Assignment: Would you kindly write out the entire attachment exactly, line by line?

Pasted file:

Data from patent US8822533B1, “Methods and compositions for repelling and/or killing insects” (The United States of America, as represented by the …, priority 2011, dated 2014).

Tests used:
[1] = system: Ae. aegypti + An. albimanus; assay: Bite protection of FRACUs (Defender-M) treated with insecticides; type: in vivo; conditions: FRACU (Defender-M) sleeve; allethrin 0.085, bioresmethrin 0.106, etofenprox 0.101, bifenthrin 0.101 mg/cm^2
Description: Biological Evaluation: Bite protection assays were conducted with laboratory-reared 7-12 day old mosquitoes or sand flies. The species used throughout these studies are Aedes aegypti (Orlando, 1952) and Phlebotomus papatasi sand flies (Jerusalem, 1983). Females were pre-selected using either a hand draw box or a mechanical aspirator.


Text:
Data from patent US8822533B1, “Methods and compositions for repelling and/or killing insects” (The United States of America, as represented by the …, priority 2011, dated 2014).

Tests used:
[1] = system: Ae. aegypti + An. albimanus; assay: Bite protection of FRACUs (Defender-M) treated with insecticides; type: in vivo; conditions: FRACU (Defender-M) sleeve; allethrin 0.085, bioresmethrin 0.106, etofenprox 0.101, bifenthrin 0.101 mg/cm^2
Description: Biological Evaluation: Bite protection assays were conducted with laboratory-reared 7-12 day old mosquitoes or sand flies. The species used throughout these studies are Aedes aegypti (Orlando, 1952) and Phlebotomus papatasi sand flies (Jerusalem, 1983). Females were pre-selected using either a hand draw box or a mechanical aspirator.